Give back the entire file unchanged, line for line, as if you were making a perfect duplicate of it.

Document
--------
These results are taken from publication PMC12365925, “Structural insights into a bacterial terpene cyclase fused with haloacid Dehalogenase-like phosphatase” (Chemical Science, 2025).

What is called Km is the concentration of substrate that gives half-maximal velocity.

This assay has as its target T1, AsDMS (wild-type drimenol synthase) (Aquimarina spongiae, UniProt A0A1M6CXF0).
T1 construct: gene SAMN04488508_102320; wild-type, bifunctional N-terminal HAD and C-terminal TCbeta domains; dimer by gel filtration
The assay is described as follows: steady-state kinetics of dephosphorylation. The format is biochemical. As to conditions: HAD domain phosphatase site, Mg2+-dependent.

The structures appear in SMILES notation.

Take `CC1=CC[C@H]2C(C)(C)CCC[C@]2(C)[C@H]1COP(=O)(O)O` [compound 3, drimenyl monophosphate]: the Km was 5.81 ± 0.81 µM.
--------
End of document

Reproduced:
These results are taken from publication PMC12365925, “Structural insights into a bacterial terpene cyclase fused with haloacid Dehalogenase-like phosphatase” (Chemical Science, 2025).

What is called Km is the concentration of substrate that gives half-maximal velocity.

This assay has as its target T1, AsDMS (wild-type drimenol synthase) (Aquimarina spongiae, UniProt A0A1M6CXF0).
T1 construct: gene SAMN04488508_102320; wild-type, bifunctional N-terminal HAD and C-terminal TCbeta domains; dimer by gel filtration
The assay is described as follows: steady-state kinetics of dephosphorylation. The format is biochemical. As to conditions: HAD domain phosphatase site, Mg2+-dependent.

The structures appear in SMILES notation.

Take `CC1=CC[C@H]2C(C)(C)CCC[C@]2(C)[C@H]1COP(=O)(O)O` [compound 3, drimenyl monophosphate]: the Km was 5.81 ± 0.81 µM.